The extended-aeration process (see Figure 7.21.4) is a modification of the conventional activated-sludge process. It is commonly used to treat the wastewater generated from small installations (e.g., schools, resorts, and trailer parks) as well as small and rural communities.
In extended aeration activated-sludge detention time is increased by a factor of four or five compared to conventional activated sludge. A final settling of 4 hr is typical at a surface settling rate of 350 to 700 gpd per sq ft. The main advantage of the extended-aeration process is that the amount of excess biological solids (sludge) produced is eliminated or minimized. Wastewater treatment facilities minimize this amount by operating the process in the endogenous respiration phase with the SRT maintained in the range of 20-60 days. As a result, the cost incurred with sludge disposal is reduced.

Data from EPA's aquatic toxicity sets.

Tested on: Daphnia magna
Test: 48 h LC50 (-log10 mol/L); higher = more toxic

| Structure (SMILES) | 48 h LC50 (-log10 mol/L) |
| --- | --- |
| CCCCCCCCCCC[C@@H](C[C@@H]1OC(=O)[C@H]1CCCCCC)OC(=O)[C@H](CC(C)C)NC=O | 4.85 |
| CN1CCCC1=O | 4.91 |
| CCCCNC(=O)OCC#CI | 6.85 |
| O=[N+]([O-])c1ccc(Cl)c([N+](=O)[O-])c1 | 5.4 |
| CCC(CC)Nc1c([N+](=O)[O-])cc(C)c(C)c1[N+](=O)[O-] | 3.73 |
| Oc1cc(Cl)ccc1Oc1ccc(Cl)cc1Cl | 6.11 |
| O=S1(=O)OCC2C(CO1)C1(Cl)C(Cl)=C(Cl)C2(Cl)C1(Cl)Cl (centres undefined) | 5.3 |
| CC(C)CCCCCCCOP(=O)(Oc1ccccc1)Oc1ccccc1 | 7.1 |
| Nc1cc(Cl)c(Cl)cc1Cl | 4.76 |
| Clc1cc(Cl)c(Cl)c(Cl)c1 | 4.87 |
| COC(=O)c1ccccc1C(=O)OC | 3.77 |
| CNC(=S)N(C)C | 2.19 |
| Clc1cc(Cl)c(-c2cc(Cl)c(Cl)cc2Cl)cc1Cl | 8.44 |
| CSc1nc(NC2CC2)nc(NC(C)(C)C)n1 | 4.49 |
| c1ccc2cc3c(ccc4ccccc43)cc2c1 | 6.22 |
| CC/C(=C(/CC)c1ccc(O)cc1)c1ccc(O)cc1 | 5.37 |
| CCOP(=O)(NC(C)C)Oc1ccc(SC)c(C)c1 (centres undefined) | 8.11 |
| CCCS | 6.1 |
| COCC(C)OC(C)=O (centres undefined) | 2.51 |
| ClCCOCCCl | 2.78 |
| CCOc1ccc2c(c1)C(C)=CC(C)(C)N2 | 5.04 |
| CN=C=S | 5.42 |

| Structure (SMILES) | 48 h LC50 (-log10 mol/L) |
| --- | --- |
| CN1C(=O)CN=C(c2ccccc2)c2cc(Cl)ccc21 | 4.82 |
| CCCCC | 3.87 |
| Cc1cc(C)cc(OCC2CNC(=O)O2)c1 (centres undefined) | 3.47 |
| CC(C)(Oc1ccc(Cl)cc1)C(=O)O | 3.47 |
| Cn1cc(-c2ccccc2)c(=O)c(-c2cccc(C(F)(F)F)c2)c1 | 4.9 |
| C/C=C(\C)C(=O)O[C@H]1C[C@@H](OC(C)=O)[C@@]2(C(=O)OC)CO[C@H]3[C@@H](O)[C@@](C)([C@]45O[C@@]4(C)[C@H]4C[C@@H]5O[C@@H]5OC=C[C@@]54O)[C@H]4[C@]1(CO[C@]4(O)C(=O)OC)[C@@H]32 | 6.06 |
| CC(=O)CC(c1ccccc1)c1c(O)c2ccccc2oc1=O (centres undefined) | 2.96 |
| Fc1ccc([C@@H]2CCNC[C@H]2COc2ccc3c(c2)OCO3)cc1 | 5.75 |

The extended-aeration process is further simplified since only preliminary influent wastewater treatment is required to remove coarse materials; the primary clarifier is eliminated. However, the size of the aeration basin is much larger than that of the conventional activated-sludge process. This larger basin accommodates a longer LRT in the aeration basin (i.e., 16-36 hr). The effluent produced is generally low in BOD and well nitrified (Ramalho 1983). An operational problem related to nitrification is a drop in pH which treatment facilities can correct by adding lime slurry to the aeration basin.
Although the amount of excess sludge in the extended-aeration process is significantly reduced, secondary clarification is needed to remove the accumulated non-biodegradable portion of sludge and the influent solids that are not degraded or removed. The design of secondary clarifiers is discussed in Section 7.29.
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